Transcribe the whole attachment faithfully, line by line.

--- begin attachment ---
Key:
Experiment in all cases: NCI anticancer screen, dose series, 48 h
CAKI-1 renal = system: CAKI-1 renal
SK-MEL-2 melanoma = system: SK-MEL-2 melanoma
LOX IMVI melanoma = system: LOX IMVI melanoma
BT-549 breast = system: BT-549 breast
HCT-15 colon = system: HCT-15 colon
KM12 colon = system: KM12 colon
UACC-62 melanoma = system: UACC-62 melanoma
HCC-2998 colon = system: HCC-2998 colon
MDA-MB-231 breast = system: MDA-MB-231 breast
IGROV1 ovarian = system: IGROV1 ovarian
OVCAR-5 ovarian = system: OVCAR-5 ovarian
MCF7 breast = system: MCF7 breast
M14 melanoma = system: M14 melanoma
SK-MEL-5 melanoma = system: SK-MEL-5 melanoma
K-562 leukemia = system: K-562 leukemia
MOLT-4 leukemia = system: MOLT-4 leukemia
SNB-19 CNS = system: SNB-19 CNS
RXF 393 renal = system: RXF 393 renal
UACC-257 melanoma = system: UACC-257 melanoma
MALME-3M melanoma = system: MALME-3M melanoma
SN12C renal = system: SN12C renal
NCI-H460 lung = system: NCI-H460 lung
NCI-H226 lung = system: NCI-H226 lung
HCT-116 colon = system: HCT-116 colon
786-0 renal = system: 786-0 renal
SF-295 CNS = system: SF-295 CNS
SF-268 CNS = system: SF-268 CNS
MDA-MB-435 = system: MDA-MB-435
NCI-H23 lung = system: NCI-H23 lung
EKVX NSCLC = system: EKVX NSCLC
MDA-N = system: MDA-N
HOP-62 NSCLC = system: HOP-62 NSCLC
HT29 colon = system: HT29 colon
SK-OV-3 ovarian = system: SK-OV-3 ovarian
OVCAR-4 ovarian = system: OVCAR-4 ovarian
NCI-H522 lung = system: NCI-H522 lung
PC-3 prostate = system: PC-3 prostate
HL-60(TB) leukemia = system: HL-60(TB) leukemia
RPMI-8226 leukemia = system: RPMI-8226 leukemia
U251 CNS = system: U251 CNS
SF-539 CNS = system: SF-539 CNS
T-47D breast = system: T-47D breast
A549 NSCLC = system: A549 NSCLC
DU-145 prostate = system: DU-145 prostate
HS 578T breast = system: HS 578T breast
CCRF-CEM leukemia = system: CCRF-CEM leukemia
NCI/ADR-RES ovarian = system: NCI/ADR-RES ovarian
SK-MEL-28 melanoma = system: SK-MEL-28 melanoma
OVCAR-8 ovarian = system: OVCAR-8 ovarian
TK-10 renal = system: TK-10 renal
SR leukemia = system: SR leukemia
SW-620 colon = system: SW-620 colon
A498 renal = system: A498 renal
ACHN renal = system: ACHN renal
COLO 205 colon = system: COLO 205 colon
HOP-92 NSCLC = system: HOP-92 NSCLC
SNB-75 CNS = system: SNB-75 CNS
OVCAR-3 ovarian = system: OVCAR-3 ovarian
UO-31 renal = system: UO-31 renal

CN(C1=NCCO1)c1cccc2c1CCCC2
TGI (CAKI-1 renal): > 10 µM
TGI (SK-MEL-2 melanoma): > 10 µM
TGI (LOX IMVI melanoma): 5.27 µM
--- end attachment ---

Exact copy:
Key:
Experiment in all cases: NCI anticancer screen, dose series, 48 h
CAKI-1 renal = system: CAKI-1 renal
SK-MEL-2 melanoma = system: SK-MEL-2 melanoma
LOX IMVI melanoma = system: LOX IMVI melanoma
BT-549 breast = system: BT-549 breast
HCT-15 colon = system: HCT-15 colon
KM12 colon = system: KM12 colon
UACC-62 melanoma = system: UACC-62 melanoma
HCC-2998 colon = system: HCC-2998 colon
MDA-MB-231 breast = system: MDA-MB-231 breast
IGROV1 ovarian = system: IGROV1 ovarian
OVCAR-5 ovarian = system: OVCAR-5 ovarian
MCF7 breast = system: MCF7 breast
M14 melanoma = system: M14 melanoma
SK-MEL-5 melanoma = system: SK-MEL-5 melanoma
K-562 leukemia = system: K-562 leukemia
MOLT-4 leukemia = system: MOLT-4 leukemia
SNB-19 CNS = system: SNB-19 CNS
RXF 393 renal = system: RXF 393 renal
UACC-257 melanoma = system: UACC-257 melanoma
MALME-3M melanoma = system: MALME-3M melanoma
SN12C renal = system: SN12C renal
NCI-H460 lung = system: NCI-H460 lung
NCI-H226 lung = system: NCI-H226 lung
HCT-116 colon = system: HCT-116 colon
786-0 renal = system: 786-0 renal
SF-295 CNS = system: SF-295 CNS
SF-268 CNS = system: SF-268 CNS
MDA-MB-435 = system: MDA-MB-435
NCI-H23 lung = system: NCI-H23 lung
EKVX NSCLC = system: EKVX NSCLC
MDA-N = system: MDA-N
HOP-62 NSCLC = system: HOP-62 NSCLC
HT29 colon = system: HT29 colon
SK-OV-3 ovarian = system: SK-OV-3 ovarian
OVCAR-4 ovarian = system: OVCAR-4 ovarian
NCI-H522 lung = system: NCI-H522 lung
PC-3 prostate = system: PC-3 prostate
HL-60(TB) leukemia = system: HL-60(TB) leukemia
RPMI-8226 leukemia = system: RPMI-8226 leukemia
U251 CNS = system: U251 CNS
SF-539 CNS = system: SF-539 CNS
T-47D breast = system: T-47D breast
A549 NSCLC = system: A549 NSCLC
DU-145 prostate = system: DU-145 prostate
HS 578T breast = system: HS 578T breast
CCRF-CEM leukemia = system: CCRF-CEM leukemia
NCI/ADR-RES ovarian = system: NCI/ADR-RES ovarian
SK-MEL-28 melanoma = system: SK-MEL-28 melanoma
OVCAR-8 ovarian = system: OVCAR-8 ovarian
TK-10 renal = system: TK-10 renal
SR leukemia = system: SR leukemia
SW-620 colon = system: SW-620 colon
A498 renal = system: A498 renal
ACHN renal = system: ACHN renal
COLO 205 colon = system: COLO 205 colon
HOP-92 NSCLC = system: HOP-92 NSCLC
SNB-75 CNS = system: SNB-75 CNS
OVCAR-3 ovarian = system: OVCAR-3 ovarian
UO-31 renal = system: UO-31 renal

CN(C1=NCCO1)c1cccc2c1CCCC2
TGI (CAKI-1 renal): > 10 µM
TGI (SK-MEL-2 melanoma): > 10 µM
TGI (LOX IMVI melanoma): 5.27 µM